Although it was not placed where Colleoni had intended, art historian Passavent emphasized how fine it looks in its actual position, writing that "the magnificent sense of movement in this figure is shown to superb advantage in its present setting" and that, as sculpture, "it far surpasses anything the century had yet aspired to or thought possible". He points out that both man and horse are equally fine and together are inseparable parts of the sculpture.
Colleoni had the magnificent mortuary chapel, the Cappella Colleoni, built in Bergamo which can be visited still today.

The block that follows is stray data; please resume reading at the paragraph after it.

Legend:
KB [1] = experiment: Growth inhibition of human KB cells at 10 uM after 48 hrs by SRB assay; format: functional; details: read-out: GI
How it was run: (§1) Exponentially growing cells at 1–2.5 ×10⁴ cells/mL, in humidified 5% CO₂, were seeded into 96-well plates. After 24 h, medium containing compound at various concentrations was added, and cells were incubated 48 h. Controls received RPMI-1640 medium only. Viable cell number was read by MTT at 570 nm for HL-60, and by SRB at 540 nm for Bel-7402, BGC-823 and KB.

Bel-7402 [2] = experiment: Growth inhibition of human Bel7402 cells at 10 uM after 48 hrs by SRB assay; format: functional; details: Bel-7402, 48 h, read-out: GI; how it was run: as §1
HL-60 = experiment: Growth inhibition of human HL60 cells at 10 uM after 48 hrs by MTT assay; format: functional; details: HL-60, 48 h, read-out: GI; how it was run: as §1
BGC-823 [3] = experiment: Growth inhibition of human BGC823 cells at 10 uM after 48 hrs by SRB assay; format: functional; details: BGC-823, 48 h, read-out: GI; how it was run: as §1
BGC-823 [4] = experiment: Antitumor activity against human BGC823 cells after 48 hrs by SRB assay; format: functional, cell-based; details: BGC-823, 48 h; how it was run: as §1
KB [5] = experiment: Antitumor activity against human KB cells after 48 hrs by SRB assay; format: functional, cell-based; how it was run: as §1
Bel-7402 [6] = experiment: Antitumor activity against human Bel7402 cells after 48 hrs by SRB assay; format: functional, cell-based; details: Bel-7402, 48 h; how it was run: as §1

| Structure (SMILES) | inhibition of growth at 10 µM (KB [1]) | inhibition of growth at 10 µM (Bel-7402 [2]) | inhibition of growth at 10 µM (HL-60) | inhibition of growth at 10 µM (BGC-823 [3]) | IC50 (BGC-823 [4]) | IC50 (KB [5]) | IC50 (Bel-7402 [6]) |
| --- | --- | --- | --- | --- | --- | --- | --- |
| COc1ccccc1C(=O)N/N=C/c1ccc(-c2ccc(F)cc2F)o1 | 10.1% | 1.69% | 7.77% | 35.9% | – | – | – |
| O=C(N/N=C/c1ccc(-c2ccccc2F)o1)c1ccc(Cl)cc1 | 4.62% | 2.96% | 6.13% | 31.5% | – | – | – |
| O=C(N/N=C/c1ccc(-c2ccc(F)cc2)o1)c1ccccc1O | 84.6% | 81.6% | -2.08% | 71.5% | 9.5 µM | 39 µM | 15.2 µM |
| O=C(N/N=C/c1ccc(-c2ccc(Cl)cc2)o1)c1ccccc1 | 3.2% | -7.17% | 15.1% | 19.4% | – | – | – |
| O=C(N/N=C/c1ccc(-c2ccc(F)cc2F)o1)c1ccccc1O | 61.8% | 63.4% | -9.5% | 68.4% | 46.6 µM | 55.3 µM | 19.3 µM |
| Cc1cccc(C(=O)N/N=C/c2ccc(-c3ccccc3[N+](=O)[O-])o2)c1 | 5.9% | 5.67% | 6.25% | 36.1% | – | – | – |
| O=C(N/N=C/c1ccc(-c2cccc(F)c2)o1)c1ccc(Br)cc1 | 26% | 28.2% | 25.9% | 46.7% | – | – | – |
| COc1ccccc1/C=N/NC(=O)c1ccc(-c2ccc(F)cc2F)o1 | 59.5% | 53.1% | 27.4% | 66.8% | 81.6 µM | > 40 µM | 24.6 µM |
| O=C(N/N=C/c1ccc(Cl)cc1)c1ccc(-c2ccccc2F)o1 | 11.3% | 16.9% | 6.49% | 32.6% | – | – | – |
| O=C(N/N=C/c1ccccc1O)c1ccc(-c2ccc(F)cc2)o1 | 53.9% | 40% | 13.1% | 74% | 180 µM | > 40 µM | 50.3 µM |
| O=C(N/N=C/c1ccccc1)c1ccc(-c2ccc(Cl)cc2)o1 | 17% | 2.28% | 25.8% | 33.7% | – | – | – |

Wooden Vase, by Colin Schleeh. Schleeh was born in Montreal, Quebec, Canada in 1955. He apprenticed at the Berufs- und Fachschule, Holz und Kunstgewerbe Stuttgart, Germany and at the Northern Alberta Institute of Technology.
Schleeh has been commissioned to created designs for Hermes Paris (New York), and Bulgari and has been featured in the Art Gallery of Ontario and the Montreal Museum of fine Art.
He said: “For me, bending wood is a metaphor for the taming of our wild world.” The vase was acquired in the Nasher Sculpture Center, Dallas.
Pictures and Sculptures:
“11 Teal Ostriches”, by Josh Brown, oil on canvas, J. Brown is originally from Charlotte (Myers Park High School), and is currently a student at SCAD (Savannah College of Art & Design)